Hinge released their dating report, here’s what IUPUI students think

<p>Photo Courtesy: <a href="https://youtu.be/ePDO5st8jv0?si=Li-R9KZeAkf-f4o-" target="_blank">Hinge</a></p>

Photo Courtesy: Hinge

From fears of meeting new people to a pandemic to getting into the landscape of online dating, there are plenty of reasons to feel awkward about dating as a young adult. Gen Z has been forced into the middle of one of the most turbulent times to meet new people, and for some, it can be too much.

On Feb. 6, the dating app Hinge released their first “Gen Z Report,” collecting answers from users to determine what trends were popular in 2023, to see what worked and how to employ those techniques on the app in 2024.

The report itself is formatted similarly to a slideshow, and focuses on three key aspects that Hinge’s surveys determined were the most important in dating last year: “embracing the cringe,” digital body language and the “what are we” conversation. While the report provided some statistics, it is written in a very casual and laid-back manner, with occasional user testimonials and tips from dating experts.

The first of these aspects was “embracing the cringe,” which explained that one of the biggest hurdles Gen Z daters experience is feeling as if they are being off-putting to their matches. According to the report, a lot of the challenge comes from the fear of rejection that is inherent in online dating. Another aspect of this fear seems to be partially related to COVID-19, as the report lists it as a reason that Gen Z is more apprehensive about meeting new people.

The idea of embracing a sillier, laid-back approach seems to resonate with the younger generation. Environmental science major and IUPUI sophomore Max Salkovsky, who met his current girlfriend on a dating app, agrees. “We started by sending gibberish,” Salkovsky explains. He believes that gauging the personality of a potential romantic partner through their taste in comedy is a great way to get a first impression of someone.

The second aspect listed in the article is the use of digital body language (DBL), or essentially, the use of indirect communication, such as the way someone texts or how they use punctuation, and how those aspects can change the perception of the person they are matching with. According to their research, Hinge found that almost 80% of daters look at their matches’ DBL to try to determine their feelings or intentions.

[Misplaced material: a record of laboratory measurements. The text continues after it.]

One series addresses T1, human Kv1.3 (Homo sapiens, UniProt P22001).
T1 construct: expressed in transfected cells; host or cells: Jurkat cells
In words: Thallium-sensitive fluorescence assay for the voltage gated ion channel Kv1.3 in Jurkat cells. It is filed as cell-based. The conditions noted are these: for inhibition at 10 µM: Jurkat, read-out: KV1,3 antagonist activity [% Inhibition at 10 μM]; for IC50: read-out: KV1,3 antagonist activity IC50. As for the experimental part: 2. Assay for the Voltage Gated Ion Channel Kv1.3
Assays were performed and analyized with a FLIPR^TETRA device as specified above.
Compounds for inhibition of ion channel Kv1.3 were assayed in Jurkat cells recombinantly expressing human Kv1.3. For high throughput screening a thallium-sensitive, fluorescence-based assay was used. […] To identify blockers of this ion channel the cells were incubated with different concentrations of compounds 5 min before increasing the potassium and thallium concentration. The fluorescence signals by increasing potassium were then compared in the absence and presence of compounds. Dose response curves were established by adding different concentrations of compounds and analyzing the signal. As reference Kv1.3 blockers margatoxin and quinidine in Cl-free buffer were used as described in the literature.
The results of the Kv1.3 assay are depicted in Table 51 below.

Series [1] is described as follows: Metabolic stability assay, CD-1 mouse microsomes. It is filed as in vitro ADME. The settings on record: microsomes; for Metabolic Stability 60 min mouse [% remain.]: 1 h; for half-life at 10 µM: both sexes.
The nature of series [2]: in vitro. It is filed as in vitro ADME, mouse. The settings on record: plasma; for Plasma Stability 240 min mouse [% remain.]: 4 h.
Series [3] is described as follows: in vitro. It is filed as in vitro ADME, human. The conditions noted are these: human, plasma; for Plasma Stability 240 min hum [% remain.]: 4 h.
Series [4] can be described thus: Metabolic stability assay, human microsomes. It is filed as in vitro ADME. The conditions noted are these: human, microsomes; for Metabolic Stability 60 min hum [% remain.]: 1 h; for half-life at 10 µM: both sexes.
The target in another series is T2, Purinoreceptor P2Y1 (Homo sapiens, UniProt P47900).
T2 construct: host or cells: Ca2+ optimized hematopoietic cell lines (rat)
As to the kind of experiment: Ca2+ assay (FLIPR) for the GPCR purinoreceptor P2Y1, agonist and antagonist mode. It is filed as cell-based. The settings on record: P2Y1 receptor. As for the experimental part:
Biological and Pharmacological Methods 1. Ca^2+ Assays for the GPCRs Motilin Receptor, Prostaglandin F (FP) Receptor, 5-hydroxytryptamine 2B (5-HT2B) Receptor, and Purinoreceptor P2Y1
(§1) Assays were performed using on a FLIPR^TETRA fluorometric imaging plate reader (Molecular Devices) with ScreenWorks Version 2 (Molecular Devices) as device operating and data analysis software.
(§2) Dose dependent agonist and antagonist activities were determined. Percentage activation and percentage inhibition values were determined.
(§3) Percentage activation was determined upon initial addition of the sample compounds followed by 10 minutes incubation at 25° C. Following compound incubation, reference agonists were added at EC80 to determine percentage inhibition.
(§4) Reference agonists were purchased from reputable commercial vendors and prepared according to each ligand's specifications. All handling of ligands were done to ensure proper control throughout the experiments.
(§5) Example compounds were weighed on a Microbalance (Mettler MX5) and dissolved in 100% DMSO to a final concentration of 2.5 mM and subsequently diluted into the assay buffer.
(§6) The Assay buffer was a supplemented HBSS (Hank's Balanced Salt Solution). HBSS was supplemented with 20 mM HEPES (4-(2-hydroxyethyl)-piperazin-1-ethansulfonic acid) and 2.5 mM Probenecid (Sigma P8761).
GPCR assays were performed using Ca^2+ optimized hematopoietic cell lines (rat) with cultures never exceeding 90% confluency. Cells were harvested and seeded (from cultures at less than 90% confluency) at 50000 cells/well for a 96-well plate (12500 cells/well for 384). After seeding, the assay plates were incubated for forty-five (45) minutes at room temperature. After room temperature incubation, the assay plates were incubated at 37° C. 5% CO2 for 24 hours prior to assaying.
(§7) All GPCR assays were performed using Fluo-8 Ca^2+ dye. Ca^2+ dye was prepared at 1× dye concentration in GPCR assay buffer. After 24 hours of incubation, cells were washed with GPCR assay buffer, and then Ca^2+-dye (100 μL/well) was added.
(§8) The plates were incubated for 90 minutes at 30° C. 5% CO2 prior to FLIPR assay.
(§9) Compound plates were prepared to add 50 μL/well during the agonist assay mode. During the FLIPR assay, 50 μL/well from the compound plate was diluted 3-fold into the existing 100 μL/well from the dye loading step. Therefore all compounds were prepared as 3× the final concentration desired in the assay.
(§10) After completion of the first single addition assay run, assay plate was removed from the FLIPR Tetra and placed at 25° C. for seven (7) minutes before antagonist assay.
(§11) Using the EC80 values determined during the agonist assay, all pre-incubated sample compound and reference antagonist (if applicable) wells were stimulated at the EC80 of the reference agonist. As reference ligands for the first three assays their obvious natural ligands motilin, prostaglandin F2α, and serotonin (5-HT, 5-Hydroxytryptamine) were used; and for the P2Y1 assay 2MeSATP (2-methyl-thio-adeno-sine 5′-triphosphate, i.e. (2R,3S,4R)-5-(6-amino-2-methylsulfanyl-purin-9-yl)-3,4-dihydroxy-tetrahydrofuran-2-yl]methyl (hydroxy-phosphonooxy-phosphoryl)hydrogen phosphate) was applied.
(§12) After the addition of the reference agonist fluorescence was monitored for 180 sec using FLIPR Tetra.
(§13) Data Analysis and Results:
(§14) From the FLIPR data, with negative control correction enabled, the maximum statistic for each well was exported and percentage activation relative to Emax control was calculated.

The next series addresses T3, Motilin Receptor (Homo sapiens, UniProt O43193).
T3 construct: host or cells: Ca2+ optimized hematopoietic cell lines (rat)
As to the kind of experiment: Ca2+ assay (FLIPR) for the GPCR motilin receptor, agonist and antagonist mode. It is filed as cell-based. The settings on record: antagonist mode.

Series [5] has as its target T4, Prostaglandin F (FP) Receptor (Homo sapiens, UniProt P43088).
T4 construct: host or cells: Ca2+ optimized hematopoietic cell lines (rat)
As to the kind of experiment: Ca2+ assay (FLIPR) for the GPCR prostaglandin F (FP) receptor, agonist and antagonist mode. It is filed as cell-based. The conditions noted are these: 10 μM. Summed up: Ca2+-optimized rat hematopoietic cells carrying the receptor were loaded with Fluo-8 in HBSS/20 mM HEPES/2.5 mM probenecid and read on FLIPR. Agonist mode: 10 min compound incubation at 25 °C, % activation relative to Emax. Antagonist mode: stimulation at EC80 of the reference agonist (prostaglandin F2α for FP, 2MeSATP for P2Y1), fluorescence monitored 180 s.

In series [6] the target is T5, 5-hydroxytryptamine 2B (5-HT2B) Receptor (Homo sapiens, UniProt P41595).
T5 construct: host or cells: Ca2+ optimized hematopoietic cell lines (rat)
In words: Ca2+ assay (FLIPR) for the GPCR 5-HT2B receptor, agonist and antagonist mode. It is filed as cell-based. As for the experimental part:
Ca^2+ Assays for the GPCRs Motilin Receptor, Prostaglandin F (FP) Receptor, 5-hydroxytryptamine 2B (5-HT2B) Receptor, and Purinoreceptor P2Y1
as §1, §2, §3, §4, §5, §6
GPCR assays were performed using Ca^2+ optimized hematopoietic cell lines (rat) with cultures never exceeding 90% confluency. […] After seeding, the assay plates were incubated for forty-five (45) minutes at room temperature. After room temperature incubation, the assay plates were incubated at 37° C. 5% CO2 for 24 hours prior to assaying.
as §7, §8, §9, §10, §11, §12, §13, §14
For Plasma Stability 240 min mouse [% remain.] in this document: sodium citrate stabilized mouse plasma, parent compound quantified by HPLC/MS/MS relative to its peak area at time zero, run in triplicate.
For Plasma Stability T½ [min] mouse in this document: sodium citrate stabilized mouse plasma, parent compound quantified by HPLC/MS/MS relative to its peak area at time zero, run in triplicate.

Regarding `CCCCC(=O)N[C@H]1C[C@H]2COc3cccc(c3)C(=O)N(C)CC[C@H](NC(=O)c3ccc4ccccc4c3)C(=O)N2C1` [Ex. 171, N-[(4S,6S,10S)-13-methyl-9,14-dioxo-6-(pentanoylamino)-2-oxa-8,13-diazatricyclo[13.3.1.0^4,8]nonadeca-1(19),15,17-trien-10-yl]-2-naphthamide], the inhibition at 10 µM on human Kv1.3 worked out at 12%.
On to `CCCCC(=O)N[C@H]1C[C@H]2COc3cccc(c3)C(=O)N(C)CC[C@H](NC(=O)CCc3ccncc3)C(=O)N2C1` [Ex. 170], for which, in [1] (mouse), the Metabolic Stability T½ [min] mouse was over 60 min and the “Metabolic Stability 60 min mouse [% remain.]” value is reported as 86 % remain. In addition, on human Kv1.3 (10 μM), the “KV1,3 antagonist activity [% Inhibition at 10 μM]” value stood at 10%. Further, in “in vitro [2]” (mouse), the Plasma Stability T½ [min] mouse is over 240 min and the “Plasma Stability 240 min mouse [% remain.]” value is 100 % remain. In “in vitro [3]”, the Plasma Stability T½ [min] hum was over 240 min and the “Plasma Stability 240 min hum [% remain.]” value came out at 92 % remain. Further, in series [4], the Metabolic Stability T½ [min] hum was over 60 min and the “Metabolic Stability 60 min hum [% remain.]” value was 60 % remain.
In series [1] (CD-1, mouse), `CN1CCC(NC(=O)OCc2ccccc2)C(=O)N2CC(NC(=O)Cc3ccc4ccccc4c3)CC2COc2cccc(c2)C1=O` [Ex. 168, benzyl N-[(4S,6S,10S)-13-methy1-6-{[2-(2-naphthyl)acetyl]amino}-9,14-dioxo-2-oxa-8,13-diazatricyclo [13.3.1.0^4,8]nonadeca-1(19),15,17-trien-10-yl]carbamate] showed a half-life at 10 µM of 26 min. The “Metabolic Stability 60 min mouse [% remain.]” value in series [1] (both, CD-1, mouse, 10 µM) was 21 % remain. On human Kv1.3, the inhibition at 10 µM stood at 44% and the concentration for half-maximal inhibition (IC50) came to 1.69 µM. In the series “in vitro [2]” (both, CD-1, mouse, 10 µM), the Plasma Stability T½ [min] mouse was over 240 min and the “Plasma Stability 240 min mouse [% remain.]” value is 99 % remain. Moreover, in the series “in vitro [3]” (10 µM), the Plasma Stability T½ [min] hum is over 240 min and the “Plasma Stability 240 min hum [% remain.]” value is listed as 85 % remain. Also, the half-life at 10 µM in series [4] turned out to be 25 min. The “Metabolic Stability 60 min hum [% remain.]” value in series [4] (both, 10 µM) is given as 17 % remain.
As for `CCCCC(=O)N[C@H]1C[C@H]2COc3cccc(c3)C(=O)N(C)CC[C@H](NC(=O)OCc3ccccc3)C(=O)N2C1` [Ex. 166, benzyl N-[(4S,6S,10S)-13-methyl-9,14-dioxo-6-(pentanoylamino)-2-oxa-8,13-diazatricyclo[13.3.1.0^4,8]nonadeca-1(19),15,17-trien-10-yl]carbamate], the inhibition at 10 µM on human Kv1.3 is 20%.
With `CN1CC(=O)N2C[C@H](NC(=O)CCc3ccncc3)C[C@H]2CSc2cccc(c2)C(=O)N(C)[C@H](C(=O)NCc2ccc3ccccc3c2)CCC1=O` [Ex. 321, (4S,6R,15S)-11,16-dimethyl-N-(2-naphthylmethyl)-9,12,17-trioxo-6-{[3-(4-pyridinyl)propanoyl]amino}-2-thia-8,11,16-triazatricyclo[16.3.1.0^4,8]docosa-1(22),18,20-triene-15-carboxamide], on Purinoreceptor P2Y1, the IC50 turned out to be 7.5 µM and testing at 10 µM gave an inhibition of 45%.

Deciphering what people mean versus what they say isn’t easy for everyone, and replacing face-to-face communication with social media can make it even harder. Acknowledging the idea of DBL is a great way to start to understand the meanings of how some people text. 

Sociology grad student Elena Buck talked about striking this balance.

“You get out of it what you put into it,” said Buck, describing her experiences with perfecting the dance of DBL. Buck has used DBL to balance coming off as feminine without attracting predatory attention, while also trying not to appear disingenuous. 

The third and final point made by the study is the “WAW,” or “what are we,” conversation. The “WAW” conversation takes place between matches, wherein people define what exactly they are from a relationship standpoint. The study mentions that there is an inherent awkwardness that comes with the conversation, and being the first one to make this move is never easy. They also mention that Gen Z is actively trying to avoid it.

Both Buck and Salkovsky agreed that dating apps are used for more than just finding relationships. Many popular dating apps outside of Hinge advertise their features as ways to meet friends outside of a romantic setting, and both interviewees mentioned the usefulness of these features. Looking for friendships is a smart way to break up the monotony of constantly looking for a relationship.

The article provides advice on overcoming all of these difficulties with a detailed ‘cheat sheet’ at the end, but assures users that trusting their gut is most important. Both IUPUI students agreed that despite what Hinge is trying to tell its users, looking for love on dating apps isn’t a great idea. Buck found her partner outside of these apps, and Salkovsky says “finding [my girlfriend] was a rare exception.” Hinge wants to grow their user base, so acknowledging this truth inherent in dating apps affects its bottom line. That being said, both parties acknowledge that dating apps have their place in the current dating landscape.

Milo Anderson is a senior majoring in journalism with a minor in film. He is a reporter and podcaster at the Campus Citizen. Milo is also in a band and enjoys watching movies, fiction writing, and playing games with his friends.

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